The warmer months offer ample opportunities to cut costs and boost savings. You can potentially save hundreds of dollars a month by taking advantage of seasonal opportunities and reorganizing your daily routine. Here’s how you can start saving money on summer bills:
Cut down on air conditioning
If possible, cut down your overall air conditioning usage and take advantage of floor and ceiling fans that consume significantly less energy. Consumers in hot regions should use programmable thermostats, which can cut down energy costs as much as 20 percent. Additionally, be sure to replace your air filters regularly. Dirty filters are less efficient and increase cooling costs.
Turn off lights or switch bulbs to LED
Open windows, drapes and curtains whenever possible and turn off the lights. Do more outside – eat, read and go for evening walks. It’s also more energy efficient to cook outside, as it reduces appliance usage and prevents the home from heating up more.
Don't use your dryer during the hottest part of the day
Give your dryer a break and let the warm summer air dry your clothes for free. You can also use cool water in the washer more frequently, which can actually clean your clothes just as well as warm or hot water. Changing up your laundry habits is an easy way to start saving money on summer bills.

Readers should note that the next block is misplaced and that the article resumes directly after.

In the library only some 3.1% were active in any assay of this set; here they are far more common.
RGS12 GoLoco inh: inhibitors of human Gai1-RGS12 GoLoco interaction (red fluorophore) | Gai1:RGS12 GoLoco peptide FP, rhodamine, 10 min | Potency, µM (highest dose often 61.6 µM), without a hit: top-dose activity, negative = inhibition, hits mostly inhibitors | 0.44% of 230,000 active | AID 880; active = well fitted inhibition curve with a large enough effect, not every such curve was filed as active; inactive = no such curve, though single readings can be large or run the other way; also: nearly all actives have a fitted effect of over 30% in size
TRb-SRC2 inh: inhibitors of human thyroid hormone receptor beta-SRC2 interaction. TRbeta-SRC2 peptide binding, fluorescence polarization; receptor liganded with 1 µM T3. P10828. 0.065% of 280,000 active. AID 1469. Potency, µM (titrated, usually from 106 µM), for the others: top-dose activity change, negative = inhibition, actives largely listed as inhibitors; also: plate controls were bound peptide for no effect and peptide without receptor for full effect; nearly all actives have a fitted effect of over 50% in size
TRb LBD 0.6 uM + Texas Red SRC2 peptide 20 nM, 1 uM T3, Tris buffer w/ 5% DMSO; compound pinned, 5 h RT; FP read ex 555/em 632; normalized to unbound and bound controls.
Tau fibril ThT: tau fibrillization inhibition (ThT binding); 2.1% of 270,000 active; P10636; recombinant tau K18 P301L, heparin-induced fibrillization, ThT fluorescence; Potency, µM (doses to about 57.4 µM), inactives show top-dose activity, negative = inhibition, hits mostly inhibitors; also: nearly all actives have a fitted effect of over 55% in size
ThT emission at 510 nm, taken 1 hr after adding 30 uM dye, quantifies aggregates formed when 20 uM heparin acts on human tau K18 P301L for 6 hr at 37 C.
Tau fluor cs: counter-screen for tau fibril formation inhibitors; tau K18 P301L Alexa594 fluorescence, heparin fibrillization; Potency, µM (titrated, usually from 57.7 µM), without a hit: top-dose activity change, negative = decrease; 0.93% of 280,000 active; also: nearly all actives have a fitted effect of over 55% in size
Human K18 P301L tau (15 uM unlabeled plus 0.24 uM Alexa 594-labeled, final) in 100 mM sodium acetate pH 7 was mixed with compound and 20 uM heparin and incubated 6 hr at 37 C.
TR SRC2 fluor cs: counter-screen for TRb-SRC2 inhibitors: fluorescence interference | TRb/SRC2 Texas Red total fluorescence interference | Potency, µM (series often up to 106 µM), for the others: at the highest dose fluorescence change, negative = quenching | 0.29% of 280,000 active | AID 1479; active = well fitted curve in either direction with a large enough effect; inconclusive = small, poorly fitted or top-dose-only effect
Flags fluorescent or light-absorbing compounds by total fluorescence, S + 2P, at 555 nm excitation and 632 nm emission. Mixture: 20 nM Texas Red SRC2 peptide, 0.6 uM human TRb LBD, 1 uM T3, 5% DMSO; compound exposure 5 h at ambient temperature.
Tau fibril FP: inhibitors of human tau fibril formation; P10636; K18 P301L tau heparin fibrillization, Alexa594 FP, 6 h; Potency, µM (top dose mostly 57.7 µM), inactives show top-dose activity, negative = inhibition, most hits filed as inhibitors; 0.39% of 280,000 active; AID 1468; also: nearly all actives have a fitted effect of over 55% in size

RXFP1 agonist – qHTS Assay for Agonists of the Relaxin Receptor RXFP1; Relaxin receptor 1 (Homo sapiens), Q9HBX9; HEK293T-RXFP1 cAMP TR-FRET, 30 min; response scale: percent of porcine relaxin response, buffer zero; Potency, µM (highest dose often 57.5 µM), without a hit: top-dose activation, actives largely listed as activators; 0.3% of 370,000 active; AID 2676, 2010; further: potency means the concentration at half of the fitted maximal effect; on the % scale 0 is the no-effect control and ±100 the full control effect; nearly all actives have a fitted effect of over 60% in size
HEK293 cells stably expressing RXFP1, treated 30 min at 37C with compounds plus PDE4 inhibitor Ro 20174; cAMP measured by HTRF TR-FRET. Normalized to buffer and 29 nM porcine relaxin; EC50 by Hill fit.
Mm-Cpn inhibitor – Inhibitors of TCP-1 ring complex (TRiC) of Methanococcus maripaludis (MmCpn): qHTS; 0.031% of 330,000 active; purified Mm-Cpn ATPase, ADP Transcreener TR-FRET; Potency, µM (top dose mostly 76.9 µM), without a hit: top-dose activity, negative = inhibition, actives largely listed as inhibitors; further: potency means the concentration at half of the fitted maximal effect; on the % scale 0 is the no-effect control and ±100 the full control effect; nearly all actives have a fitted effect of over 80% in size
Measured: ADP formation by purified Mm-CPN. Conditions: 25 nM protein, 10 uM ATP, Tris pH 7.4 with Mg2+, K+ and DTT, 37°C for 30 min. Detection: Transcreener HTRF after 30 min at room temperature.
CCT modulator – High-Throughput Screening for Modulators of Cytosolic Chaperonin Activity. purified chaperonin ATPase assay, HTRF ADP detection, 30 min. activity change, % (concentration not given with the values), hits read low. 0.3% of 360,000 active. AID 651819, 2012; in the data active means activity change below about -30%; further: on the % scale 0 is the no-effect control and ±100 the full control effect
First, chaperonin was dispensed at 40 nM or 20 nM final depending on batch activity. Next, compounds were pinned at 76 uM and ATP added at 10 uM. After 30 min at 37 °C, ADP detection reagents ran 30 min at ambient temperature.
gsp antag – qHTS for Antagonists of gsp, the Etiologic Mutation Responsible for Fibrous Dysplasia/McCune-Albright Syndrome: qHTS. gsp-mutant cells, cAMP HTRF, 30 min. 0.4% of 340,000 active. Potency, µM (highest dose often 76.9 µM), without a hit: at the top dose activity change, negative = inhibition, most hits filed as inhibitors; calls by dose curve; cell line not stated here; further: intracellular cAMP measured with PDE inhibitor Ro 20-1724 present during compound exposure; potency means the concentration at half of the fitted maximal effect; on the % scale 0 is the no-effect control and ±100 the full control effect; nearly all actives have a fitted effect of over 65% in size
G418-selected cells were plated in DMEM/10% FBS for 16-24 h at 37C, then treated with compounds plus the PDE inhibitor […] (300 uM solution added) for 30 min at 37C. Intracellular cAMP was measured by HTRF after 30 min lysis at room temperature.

Seek out seasonal fruits and vegetables at the grocery store or local farmers’ markets, which cost less than out-of-season finds. You can also grow your own herbs and vegetables. Swap your garden goods with neighbors for more variety.
Put a freeze on your gym membership
Consider putting a hold or freeze on your annual gym membership during the summer months. Take your workout to public parks, local trails and free recreational facilities.
Do your watering in the early morning or late evening
If your garden or landscaping requires frequent watering, try to water in the early morning or evening. During the hotter hours, water evaporates more quickly, requiring you to water more often. If you’re considering new landscaping, opt for low-maintenance plants or rock gardens. Those in dryer climates should seek out drought-tolerant landscapes.
Carpool or public transportation
Rather than driving, consider carpooling and public transportation a few times a week. If driving is a must, search for the best gas prices in your neighborhood. You can also ask your boss whether telecommuting a couple days a week is a viable option.
Pool your babysitting resources
Pool your babysitting resources. If there are several kids in your neighborhood, hire one babysitter to watch all the children and split the costs among the parents. You can also rotate your children between family and friends, each adult taking one day of the week to watch all the children.